Storage operators have long experienced the anguish of the transaction fees charged by credit card companies that come with accepting credit payments. As these transaction fees (also called “swipe fees”) can be up to three percent of the charge to the credit card, merchants have looked for ways to offset these fees. One of those solutions was to charge the customer fees for using a credit card to make a payment.
Merchants filed an antitrust class action lawsuit against Visa and MasterCard on claims related to the transaction fees charged by those credit card companies. In 2013, the parties entered into a settlement agreement which provided, in part, that Visa and MasterCard had to allow merchants to charge fees to customers who use a credit card to make a payment. The settlement agreement was finalized by the court in December 2013, however the settlement was appealed; and, in late June 2016, the appeal was granted and the settlement was rejected. American Express is currently involved in a similar class action lawsuit and had reached a settlement agreement that would have mirrored the Visa/MasterCard settlement agreement, but the court in that case also rejected the settlement agreement due to attorney misconduct.
As part of the settlement, which is now subject to reversal, merchants decided to try and offset the credit card swipe fees charged to them by turning around and charging a fee to the buyer for the use of a credit card to make payments on goods and services (often called “credit card surcharge” or “checkout fee”). However, before moving forward with charging a fee for credit card usage, merchants must be aware of applicable state laws as several states, including Colorado, Connecticut, Kansas, Massachusetts, New York, Oklahoma, and Texas, strictly prohibit assessing surcharges on the use of credit cards, and more and more states are proposing similar legislation.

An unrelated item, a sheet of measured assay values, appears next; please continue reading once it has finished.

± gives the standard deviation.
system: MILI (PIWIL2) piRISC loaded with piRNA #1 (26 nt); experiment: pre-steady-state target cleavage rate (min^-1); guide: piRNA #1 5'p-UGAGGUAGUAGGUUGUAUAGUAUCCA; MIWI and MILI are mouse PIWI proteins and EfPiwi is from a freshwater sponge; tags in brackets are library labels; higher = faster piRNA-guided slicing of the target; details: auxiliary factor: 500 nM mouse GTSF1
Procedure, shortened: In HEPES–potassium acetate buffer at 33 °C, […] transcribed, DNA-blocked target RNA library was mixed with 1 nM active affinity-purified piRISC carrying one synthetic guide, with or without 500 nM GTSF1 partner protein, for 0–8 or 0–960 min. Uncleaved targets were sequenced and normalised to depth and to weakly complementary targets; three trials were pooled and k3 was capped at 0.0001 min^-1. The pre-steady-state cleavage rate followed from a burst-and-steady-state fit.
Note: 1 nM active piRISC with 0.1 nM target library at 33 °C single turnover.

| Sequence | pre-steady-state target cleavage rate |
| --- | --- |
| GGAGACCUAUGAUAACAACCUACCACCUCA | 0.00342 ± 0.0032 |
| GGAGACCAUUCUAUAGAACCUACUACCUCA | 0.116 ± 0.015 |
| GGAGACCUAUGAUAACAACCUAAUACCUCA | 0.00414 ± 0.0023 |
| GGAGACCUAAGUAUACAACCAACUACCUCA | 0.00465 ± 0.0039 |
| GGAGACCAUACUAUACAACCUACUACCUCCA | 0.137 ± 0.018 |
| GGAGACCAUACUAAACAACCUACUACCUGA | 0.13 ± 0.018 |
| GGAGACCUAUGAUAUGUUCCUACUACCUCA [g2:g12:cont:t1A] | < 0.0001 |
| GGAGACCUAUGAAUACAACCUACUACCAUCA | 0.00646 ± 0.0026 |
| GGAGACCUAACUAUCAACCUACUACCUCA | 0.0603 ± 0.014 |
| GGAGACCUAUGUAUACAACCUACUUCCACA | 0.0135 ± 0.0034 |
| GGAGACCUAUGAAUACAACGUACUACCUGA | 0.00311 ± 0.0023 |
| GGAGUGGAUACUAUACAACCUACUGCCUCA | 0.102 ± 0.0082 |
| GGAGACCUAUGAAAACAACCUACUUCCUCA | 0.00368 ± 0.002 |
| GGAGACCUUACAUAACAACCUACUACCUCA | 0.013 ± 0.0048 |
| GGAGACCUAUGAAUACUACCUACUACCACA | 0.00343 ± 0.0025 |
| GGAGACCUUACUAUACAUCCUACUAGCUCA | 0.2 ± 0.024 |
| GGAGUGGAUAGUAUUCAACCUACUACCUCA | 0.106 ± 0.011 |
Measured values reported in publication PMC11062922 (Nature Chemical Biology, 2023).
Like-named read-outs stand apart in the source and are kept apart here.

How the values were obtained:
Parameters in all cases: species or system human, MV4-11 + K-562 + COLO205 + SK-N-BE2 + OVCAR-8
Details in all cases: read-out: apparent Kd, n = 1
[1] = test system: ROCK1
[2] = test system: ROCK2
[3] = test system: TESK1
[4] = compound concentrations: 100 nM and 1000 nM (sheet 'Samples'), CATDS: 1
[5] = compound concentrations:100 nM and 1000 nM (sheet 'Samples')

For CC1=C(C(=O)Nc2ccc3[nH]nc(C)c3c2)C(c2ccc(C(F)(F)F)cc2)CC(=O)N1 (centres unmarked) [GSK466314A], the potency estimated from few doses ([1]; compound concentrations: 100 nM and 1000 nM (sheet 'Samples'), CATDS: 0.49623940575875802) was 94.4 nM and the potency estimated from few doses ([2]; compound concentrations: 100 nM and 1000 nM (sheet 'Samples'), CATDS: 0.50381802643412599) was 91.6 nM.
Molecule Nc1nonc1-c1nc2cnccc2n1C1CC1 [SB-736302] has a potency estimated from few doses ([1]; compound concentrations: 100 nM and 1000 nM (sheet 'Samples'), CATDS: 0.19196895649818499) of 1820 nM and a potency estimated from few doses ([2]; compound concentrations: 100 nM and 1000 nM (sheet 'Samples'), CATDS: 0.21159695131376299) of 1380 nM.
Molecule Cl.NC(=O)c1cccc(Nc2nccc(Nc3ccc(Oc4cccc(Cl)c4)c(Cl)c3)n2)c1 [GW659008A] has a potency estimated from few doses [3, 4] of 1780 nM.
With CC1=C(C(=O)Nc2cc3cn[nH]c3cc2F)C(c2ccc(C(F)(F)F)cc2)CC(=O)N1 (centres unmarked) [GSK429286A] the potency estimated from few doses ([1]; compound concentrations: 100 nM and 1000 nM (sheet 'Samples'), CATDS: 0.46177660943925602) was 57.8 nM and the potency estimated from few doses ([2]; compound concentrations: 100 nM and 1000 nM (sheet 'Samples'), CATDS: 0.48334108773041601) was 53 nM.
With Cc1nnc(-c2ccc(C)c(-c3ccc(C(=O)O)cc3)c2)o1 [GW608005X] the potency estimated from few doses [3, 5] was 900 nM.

In November 2015, the Eleventh Circuit Court of Appeals reversed a district court decision and ruled that Florida’s law banning credit card surcharges violated the First Amendment as it was an unlawful restriction on free speech. The Court of Appeals also held that a business could be allowed to offer a discount to customers who use cash instead of credit cards.
While the vast majority of states permit credit card surcharges, it is important to note that merchants who wish to charge credit card surcharges are also subject to numerous rules imposed by the credit card companies themselves regarding these surcharges. For example, if a merchant accepts other credit cards in addition to Visa and MasterCard, those merchants cannot assess a surcharge to customers using Visa and MasterCard unless a similar surcharge is assessed for the use of other credit cards as well.
As such, if you wish to start charging surcharge fees on credit card purchases, we would recommend consulting with an attorney regarding your state law on credit card surcharges, then contact the credit card company to let them know of your intent to do so and speak with them regarding their rules for assessing surcharges to ensure that you are on the same page so that you do not end up violating your agreement with them.